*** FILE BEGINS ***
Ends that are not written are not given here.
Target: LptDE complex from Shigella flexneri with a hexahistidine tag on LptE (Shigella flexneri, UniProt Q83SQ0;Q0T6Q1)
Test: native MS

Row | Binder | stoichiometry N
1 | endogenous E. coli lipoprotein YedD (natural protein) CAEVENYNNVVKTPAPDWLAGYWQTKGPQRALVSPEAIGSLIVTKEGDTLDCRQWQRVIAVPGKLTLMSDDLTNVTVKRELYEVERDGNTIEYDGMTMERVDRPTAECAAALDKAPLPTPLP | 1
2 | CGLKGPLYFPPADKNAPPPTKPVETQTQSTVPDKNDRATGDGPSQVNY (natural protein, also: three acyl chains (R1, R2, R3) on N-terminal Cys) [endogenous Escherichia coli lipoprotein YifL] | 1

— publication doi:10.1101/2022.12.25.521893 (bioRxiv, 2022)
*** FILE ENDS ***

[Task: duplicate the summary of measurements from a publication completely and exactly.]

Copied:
Ends that are not written are not given here.
Target: LptDE complex from Shigella flexneri with a hexahistidine tag on LptE (Shigella flexneri, UniProt Q83SQ0;Q0T6Q1)
Test: native MS

Row | Binder | stoichiometry N
1 | endogenous E. coli lipoprotein YedD (natural protein) CAEVENYNNVVKTPAPDWLAGYWQTKGPQRALVSPEAIGSLIVTKEGDTLDCRQWQRVIAVPGKLTLMSDDLTNVTVKRELYEVERDGNTIEYDGMTMERVDRPTAECAAALDKAPLPTPLP | 1
2 | CGLKGPLYFPPADKNAPPPTKPVETQTQSTVPDKNDRATGDGPSQVNY (natural protein, also: three acyl chains (R1, R2, R3) on N-terminal Cys) [endogenous Escherichia coli lipoprotein YifL] | 1

— publication doi:10.1101/2022.12.25.521893 (bioRxiv, 2022)